Tango as a Leadership Metaphor for the New Way of Work
by Susanne Burgstaller
In Tango leader and follower improvise together on an equal footing. Solution focused leaders do the same which fits with the new Way of Work.
Some years ago I took my first steps in a dance called the Argentine tango. Three months later, having participated in the Solution-Focused tango weekend, I was hooked. Hours of tango classes, half a meter of tango books and CDs, and hundreds of dances later I am even more fascinated and perplexed. Not only by the music, the history, the embrace, the social arena, but also by the degree of difficulty, the sense of friction, and the tensions generated in my mind about topics such as leader-, and followership, embodiment, solution focus, or positive relations.
What can the Argentine tango teach us about Solution Focused Leadership?
In one tango lesson I was complaining about the fact that I always needed to dance the man´s tango, never my own. My dance teacher Bennie Bartels said to me:
„Dance your own tango, and I will support you!“
„Wow!“ I thought. This was the most solution-focused thing I had ever heard from a dance teacher.
„Dance my own tango!!! What is that?“ Having complained about not being able to dance it, I had never envisaged, let alone experienced what “my own tango” might actually be. With Bennie´s help during that first dance lesson I got a sense of it. With his expert help my own tango could begin to show its head, and I got an impression that with time it might gradually unfold and bloom.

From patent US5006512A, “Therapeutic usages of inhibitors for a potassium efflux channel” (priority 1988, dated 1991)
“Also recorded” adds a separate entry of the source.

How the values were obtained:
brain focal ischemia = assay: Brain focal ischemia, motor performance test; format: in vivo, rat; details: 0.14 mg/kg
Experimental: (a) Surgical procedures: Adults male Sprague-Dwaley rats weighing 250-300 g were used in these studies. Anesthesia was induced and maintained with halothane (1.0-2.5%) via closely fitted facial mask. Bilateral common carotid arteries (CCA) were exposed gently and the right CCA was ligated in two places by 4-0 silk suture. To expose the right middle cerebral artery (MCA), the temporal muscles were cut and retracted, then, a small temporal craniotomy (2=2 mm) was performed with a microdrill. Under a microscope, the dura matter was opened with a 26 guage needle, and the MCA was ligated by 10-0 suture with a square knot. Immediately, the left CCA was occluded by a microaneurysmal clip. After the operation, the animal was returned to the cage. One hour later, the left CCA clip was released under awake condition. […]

This is very comparable to what a solution-focused leader does: awakening a sense of possibility, eliciting signs of the preferred future, creating awareness of what the other person actually wants, engendering a sense of being empowered, and doing all this subtly, attentively and expertly.
Yes, we do lead in our conversations, though we do it „from one step behind“ and in a way that supports the other person´s very own resources.
So, what else did I learn from that experience? A truly skilled leader can work beautifully with a beginner. Doing this requires skill, patience, discipline, modesty, concentration and adaptability – all qualities required from a solution-focused leader. What she does is to elicit - even from a beginner - their very own contributions to the work, by leaning in and really listening, by being very attentive and attuned to every movement, being prepared to accept it as a resource and to make something of it. What a wonderful experience that is for a follower, and what enormous skill and patience it requires from the leader!
Unlearning comes first – but how?
Almost 25 years ago I was a ballroom dancer which taught me a number of skills and routines some of which to my surprise my body still remembered. Did these skills still stand me in good stead now, dancing the Argentine tango? No, they did not. Some of them were positively disruptive, leading to the fact that I toppled my very expert partner over, with both of us landing on the floor. (Thankfully Bennie is very agile and has a good sense of humour!)